Functional Plant Biology Functional Plant Biology Society
Plant function and evolutionary biology

The influence of nitrogen supply on antioxidant enzymes in plant roots

Leonardo Oliveira Medici, Ricardo Antunes Azevedo, Richard John Smith and Peter John Lea

Functional Plant Biology 31(1) 1 - 9
Published: 09 January 2004


Plants of Zea mays L., Hordeum vulgare L. and Arabidopsis thaliana (L.) Heynh. were grown at different concentrations of nitrogen, as NH4NO3, and the antioxidant enzyme activities and quantities in the roots, were studied. Maize plants were grown at 1 and 10 mM N for 32 d after germination and their roots were analysed by native PAGE for the isoenzymic profiles of glutathione reductase (GR; EC, catalase (CAT; EC and superoxide dismutase (SOD; EC and by spectrophotometric assays for total activity of CAT and GR. Barley and A. thaliana plants were grown at five N concentrations (0.25, 0.5, 1, 10 and 20 mM) for 27 and 26 d, respectively, and the isoenzymic profile of the three enzymes were analysed in their roots. The number of GR isoforms in the three plant species was increased at high N supply compared with low N. In addition, the CAT and GR activities detected in the roots were increased in plants grown at higher N. The increase in activity and number of bands of GR at high N in the roots of all three plants studied was not accompanied by a change in activity or the number of SOD isoforms. The possibility that the application of high N promotes the formation of reactive oxygen species by stimulating an increased rate of growth is discussed.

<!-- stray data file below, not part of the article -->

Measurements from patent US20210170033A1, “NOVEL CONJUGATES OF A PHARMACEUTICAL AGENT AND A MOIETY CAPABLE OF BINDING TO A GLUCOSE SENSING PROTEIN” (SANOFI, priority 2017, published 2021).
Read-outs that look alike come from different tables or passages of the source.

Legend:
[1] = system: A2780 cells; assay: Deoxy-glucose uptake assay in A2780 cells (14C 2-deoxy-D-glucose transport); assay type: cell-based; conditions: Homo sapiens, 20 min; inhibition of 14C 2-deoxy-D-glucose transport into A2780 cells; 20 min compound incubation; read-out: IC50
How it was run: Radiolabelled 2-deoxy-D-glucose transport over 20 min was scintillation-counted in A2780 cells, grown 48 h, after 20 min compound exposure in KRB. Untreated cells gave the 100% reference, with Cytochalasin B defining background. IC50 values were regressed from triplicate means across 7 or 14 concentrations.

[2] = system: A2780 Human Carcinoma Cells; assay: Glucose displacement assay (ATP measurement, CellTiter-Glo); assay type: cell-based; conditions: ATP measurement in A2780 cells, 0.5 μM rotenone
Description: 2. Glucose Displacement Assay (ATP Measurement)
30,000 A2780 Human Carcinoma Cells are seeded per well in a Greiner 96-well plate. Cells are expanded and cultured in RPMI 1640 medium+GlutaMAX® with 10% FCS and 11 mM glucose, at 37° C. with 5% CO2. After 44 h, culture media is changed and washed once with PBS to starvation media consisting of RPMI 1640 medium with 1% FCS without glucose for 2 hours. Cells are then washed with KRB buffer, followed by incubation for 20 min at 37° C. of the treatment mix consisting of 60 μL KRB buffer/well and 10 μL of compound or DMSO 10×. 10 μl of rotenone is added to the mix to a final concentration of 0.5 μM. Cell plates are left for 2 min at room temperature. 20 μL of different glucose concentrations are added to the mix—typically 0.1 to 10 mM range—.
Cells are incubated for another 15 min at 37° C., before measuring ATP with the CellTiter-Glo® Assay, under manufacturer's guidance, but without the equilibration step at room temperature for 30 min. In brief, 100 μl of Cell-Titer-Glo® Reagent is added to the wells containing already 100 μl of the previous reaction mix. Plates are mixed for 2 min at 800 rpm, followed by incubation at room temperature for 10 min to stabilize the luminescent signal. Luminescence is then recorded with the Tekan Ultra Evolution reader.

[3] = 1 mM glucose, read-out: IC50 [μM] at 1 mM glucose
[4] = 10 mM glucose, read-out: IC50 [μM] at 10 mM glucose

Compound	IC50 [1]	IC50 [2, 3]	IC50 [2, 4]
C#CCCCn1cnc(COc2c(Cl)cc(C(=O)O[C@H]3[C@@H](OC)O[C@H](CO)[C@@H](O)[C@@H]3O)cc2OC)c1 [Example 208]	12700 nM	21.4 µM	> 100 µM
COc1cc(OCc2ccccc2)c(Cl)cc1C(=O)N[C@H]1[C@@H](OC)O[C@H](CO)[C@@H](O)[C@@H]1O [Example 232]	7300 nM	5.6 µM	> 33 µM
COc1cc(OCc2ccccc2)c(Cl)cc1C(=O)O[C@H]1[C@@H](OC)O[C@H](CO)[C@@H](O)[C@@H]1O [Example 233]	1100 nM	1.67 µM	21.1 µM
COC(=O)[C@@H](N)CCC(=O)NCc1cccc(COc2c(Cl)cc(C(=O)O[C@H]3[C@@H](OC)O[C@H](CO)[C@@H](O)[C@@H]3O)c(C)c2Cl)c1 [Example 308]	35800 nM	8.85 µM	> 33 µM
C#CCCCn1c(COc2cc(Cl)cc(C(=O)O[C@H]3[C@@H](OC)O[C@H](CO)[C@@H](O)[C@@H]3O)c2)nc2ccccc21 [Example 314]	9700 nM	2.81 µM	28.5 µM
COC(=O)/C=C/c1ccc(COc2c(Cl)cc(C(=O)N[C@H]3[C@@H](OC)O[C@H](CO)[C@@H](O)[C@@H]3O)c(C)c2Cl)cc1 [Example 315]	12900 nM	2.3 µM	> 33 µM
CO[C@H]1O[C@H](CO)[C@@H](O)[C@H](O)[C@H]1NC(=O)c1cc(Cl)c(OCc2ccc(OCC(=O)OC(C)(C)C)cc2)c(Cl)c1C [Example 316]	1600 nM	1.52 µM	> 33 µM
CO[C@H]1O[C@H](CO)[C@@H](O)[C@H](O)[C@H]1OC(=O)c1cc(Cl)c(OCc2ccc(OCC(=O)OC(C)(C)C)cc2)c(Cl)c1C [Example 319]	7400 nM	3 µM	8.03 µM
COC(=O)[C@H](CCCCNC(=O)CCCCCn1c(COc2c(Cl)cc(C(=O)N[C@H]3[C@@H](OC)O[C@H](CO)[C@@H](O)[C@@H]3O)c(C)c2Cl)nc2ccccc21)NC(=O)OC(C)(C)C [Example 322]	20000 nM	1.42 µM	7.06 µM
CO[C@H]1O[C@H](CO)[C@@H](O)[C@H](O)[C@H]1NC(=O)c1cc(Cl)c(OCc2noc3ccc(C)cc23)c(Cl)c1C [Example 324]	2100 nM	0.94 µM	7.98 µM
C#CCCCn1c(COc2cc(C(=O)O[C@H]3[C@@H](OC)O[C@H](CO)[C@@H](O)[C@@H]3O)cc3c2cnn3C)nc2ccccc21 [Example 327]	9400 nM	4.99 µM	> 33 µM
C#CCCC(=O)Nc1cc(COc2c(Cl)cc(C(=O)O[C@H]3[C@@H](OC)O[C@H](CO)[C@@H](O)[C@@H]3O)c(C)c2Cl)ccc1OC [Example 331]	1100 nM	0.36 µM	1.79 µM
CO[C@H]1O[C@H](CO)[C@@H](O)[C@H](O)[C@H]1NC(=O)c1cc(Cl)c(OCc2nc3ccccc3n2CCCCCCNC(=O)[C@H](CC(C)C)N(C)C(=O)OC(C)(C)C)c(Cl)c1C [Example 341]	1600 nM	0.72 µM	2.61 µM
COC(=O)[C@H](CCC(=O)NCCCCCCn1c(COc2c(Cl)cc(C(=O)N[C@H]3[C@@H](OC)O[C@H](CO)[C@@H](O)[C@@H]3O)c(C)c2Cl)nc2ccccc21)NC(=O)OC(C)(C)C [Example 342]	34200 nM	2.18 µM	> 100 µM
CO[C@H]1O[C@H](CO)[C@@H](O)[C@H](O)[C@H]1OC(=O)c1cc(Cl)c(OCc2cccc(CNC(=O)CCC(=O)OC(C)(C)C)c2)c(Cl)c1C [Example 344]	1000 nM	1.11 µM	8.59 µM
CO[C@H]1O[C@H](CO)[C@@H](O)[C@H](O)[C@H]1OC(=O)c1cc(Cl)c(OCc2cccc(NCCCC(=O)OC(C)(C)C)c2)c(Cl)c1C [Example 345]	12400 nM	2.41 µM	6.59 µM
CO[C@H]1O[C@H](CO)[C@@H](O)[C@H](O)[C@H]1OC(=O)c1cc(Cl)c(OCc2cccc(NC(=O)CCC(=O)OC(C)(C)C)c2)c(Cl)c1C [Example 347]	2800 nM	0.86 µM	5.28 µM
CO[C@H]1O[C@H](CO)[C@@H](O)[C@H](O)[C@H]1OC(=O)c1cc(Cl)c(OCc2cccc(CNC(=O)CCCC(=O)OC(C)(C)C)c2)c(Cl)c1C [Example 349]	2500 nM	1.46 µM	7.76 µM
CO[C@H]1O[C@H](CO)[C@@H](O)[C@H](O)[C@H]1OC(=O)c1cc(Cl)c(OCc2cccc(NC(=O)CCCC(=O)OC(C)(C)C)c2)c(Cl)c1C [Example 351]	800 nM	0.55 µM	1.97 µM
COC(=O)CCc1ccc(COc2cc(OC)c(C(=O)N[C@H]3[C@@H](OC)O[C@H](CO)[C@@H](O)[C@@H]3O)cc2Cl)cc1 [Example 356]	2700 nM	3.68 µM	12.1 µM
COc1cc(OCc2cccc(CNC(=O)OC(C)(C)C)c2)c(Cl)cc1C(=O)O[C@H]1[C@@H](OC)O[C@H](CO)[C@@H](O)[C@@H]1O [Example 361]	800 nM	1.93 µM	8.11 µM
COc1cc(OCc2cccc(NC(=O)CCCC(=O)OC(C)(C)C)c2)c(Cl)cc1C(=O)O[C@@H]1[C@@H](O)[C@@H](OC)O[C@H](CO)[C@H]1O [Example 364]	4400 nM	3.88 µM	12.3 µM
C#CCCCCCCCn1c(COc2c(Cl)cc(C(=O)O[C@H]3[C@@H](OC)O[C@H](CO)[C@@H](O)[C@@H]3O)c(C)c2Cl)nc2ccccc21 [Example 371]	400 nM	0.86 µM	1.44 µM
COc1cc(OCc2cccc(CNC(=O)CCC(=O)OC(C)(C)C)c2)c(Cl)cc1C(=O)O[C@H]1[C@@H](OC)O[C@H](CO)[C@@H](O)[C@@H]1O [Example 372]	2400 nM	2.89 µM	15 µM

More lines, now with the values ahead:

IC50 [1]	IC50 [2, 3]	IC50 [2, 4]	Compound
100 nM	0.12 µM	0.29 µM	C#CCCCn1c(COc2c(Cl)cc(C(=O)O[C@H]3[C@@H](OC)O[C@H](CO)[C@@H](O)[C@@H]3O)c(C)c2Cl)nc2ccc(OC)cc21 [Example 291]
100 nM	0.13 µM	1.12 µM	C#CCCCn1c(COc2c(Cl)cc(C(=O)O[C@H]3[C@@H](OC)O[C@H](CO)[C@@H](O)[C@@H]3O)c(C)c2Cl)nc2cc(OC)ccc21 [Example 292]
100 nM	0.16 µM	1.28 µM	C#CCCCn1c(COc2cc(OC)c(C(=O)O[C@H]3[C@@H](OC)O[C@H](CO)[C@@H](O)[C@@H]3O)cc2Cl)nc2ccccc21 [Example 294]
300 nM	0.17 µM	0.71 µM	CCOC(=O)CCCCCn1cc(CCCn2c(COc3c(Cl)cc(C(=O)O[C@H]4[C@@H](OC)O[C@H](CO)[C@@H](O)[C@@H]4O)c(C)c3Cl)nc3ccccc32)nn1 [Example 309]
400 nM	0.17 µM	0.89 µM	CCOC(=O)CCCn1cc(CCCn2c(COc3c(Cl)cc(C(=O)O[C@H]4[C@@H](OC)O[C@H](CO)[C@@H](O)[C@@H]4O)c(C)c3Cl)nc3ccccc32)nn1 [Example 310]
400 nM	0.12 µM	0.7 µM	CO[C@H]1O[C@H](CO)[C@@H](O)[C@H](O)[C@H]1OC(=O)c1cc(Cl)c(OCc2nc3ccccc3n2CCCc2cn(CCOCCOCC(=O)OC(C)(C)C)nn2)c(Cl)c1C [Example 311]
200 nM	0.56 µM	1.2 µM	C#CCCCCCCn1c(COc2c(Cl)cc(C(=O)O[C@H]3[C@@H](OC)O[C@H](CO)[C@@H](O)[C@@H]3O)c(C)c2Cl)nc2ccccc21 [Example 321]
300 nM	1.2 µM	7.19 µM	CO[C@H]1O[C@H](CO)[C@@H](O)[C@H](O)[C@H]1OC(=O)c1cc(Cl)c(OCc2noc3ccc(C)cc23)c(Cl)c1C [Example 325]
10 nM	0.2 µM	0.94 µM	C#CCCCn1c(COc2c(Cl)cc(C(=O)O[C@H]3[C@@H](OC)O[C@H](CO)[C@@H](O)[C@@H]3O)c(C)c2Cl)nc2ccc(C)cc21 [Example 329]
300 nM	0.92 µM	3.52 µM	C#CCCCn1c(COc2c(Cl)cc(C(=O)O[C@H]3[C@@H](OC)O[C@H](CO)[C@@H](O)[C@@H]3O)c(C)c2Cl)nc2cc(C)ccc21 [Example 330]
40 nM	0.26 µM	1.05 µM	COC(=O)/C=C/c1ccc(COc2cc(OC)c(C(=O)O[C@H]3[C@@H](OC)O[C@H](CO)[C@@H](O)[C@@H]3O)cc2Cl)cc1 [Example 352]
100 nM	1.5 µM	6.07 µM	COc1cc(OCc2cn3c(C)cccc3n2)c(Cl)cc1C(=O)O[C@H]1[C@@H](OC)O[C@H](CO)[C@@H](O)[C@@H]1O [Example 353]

Keywords: Arabidopsis thaliana, barley, catalase, glutathione reductase, maize, nitrogen, roots, superoxide dismutase.

© CSIRO 2004

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